Details on Approach to Psychiatric Practice

In the page on my general approach to practice, I outlined what I think should happen in evaluation and psychiatric work. When I see patients for evaluation, I usually spend 75 minutes gathering information and in discussion and education. I spend 15 minutes doing documentation and related paperwork. For follow up appointments, I usually see patients for a 50 minute 'hour', and spend 10 minutes on paperwork. The 'hour' sessions are generally long enough for doing therapy work as well as medication review. If a patient and I feel a longer session is needed, we can usually work something out. Traditional exposure therapies for anxiety disorders last 90 minutes, for example, but that is not always necessary or practical.

I feel it is important to spend as much time as is needed. The above times present a sense of how my current practice works, but it is a more pressured timeframe than in the past (as is true of many things in our society). When I started training, people would spend three sessions doing an evaluation. Managed care and other health care cost pressures have stopped that long ago. I now try to strike a balance between what a person needs and what they can afford (independent of insurance companies).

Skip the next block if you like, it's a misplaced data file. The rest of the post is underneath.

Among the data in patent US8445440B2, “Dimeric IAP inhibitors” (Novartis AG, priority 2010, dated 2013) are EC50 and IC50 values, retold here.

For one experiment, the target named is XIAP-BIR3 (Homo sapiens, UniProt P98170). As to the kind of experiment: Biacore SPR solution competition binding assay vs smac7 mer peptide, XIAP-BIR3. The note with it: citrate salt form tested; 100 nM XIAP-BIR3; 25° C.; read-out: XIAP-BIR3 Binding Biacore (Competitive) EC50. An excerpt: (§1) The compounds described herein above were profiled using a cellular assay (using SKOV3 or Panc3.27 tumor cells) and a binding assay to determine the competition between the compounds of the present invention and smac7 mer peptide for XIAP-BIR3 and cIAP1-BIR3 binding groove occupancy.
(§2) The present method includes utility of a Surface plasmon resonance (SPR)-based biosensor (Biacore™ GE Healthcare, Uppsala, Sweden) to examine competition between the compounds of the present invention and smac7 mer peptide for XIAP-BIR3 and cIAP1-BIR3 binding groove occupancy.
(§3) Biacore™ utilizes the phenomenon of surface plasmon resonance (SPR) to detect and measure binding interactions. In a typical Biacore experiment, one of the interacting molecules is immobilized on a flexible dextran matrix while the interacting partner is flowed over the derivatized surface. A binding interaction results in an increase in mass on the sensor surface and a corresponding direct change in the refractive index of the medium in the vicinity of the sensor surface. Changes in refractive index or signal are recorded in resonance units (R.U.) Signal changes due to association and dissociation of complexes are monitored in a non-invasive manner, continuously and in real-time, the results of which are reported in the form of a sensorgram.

Given my philosophy of practice, I feel that it is more important to be regular in aiming to create long term change (and have regular meetings) than trying to do everything quickly.  This is one of the reasons I have concerns about using medications and prefer use of therapy.

In introducing my practice, I let people know about my availability, my fees, and I handout information about privacy. As a psychiatrist, I am very concerned about privacy and whether people can feel safe entrusting information to me. I believe the increasing reliance on technology has led many people to subtly change their expectatations about privacy. I have written on some of the impact the Internet can have in creating changes in our social expectations. I have a separate page on privacy concerns in private practice.